Assembled Chaos

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The trick to making brainstorm sessions productive


Photo by James Orr on Unsplash

A brainstorm or any session where you are either trying to solve a problem through interaction with a group requires two different types of thinking: divergent and convergent.

Divergent vs. convergent thinking

Divergent thinking is about broadening the range of possibilities.

This is the classic brainstorm where you are supposed to list out as many ideas as possible without any judgement.

Divergent thinking like this is exciting and fun.

This is especially true if you are given license to list out any and all wild ideas.

The problem is that at the end of the session, all that you have is a list of possibilities.

Convergent thinking is about narrowing the range of options either by elimination or integration. Convergent thinking is much harder to do because it means you will have to make a decision.

What if you are wrong?

You also have to consider the sensitivities of those who proposed ideas you are dismissing.

Yet convergent thinking is how you get to something actionable.

The problem is we don't often take the time to consider in a given session whether the group is thinking divergently or convergently.

Stuck in divergence

The risk is that you always remain in divergent thinking mode. I see this in group discussions all the time.

You have discussed an issue, had some exciting ideas put on the table, and then out of the blue someone brings up another point that is really not that topical.

If there is a sense that the convergent decision you are about to make is either difficult to make, or that someone in the group won't agree there is more of chance that there will be resistance.

An off-topic idea or comment is a great way to shift away from what you are afraid to discuss. So, others jump onto the tangental topic, and away you go.

This is why often at the end of a meeting or conference call someone says what the action points are and there is silence or "I guess, so and so will do..."

That last gasp decision on what will be done is rapid-fire convergent thinking. It is hardly satisfactory.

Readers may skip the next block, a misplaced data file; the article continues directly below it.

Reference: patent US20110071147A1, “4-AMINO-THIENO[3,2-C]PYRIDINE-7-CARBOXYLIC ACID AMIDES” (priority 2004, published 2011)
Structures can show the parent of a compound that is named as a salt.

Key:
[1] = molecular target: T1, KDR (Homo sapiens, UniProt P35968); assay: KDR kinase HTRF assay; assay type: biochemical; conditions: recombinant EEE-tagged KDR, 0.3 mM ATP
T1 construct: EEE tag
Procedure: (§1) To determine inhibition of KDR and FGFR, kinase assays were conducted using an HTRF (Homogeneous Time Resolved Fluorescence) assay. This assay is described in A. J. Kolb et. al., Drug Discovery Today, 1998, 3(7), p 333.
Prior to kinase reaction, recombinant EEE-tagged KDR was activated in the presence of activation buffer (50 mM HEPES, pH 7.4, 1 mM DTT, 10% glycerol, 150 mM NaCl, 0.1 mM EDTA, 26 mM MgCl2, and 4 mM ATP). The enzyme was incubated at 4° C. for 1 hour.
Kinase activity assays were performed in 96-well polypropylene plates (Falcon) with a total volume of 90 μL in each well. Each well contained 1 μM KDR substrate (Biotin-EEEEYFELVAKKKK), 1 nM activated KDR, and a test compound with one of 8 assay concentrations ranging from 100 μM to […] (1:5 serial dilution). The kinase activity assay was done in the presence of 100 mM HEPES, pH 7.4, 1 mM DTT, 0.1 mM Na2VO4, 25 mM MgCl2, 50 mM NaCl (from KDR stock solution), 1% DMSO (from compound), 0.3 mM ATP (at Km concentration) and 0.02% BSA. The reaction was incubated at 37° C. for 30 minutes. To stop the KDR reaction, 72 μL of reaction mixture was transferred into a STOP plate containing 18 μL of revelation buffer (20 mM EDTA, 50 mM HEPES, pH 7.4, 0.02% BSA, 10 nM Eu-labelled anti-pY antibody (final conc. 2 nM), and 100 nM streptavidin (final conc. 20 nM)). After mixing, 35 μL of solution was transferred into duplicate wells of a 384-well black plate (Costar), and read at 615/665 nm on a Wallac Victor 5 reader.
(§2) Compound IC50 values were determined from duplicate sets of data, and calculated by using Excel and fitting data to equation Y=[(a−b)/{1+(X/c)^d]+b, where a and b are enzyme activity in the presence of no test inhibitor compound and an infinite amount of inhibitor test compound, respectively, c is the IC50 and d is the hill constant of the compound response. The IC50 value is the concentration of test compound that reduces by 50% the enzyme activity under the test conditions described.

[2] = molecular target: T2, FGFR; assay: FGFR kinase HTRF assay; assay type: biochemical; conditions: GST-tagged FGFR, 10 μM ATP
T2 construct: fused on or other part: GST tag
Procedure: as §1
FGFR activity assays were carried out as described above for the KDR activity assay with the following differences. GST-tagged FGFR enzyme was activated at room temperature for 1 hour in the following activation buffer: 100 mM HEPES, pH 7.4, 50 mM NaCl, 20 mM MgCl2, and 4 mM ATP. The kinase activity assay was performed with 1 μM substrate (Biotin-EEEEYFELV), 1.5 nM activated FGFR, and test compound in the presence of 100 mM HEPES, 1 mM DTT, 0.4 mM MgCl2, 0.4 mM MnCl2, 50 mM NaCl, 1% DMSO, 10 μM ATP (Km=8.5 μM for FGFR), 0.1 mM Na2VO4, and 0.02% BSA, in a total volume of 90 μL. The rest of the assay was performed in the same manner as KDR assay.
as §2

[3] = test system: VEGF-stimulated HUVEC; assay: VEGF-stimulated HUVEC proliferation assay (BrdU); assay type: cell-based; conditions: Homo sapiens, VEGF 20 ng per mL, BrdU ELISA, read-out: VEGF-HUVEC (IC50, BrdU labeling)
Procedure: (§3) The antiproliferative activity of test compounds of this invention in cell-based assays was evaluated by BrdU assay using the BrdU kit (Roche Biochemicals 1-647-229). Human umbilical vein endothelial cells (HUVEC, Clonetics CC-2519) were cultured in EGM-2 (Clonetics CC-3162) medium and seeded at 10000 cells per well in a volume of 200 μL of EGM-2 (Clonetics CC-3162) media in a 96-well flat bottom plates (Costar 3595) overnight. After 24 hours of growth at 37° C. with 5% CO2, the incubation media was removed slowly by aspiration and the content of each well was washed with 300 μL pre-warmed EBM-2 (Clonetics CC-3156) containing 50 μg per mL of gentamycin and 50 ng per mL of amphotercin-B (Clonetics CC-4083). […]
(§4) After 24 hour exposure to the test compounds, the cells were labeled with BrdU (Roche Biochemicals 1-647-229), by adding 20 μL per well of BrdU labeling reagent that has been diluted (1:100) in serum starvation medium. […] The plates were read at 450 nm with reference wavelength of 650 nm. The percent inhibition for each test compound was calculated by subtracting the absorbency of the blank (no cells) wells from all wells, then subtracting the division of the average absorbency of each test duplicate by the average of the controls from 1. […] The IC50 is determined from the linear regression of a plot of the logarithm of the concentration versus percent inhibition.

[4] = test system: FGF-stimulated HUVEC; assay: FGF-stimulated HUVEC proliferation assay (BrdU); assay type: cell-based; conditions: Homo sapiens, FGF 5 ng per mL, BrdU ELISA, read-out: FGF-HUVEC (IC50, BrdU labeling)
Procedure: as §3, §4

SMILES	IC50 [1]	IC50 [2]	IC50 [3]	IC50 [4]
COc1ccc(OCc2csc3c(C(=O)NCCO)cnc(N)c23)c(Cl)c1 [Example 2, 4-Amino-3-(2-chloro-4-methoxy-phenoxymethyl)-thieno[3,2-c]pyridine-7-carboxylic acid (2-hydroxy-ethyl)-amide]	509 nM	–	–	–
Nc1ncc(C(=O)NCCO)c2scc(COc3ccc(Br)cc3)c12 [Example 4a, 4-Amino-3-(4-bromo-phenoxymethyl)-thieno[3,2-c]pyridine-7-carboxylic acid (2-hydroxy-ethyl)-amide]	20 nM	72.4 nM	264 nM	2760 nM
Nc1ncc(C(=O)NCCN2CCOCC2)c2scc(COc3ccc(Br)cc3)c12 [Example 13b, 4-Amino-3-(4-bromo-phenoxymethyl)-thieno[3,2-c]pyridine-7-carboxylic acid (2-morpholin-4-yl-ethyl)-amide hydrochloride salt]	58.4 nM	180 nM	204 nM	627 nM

Pay attention to how the group is thinking

If you want to have a productive session, you need to know when to be divergent and when to switch to convergent thinking.

You also have to be prepared.

Divergent thinking is more rapid-fire, and people will respond quickly with their own ideas.

Switch to convergent thinking. "How should we decide which is the best?" The pace of the dialogue will slow down.

You have to be comfortable with providing some space to allow the participants to think. This may mean awkward silence.

The key is to make sure you get to convergent thinking as soon as possible, but not too fast.

Making that switch is often necessary because you are running out of time. It is important to make the switch.

When you have a productive round of convergent thinking, the excitement of the group increases.

The trick

To do this consistently, it is best to have someone moderating the session who has in mind the need to switch from divergent to convergent thinking.

That does not let other participants off the hook. When everyone understands this dynamic the process if much more efficient.

Understanding the process also will underscore that throughout the session, it is vital for everyone to actively listen and to actively think.

The next time you are in a brainstorm session remember that the trick to making the session productive is to know when to switch from divergent to convergent thinking.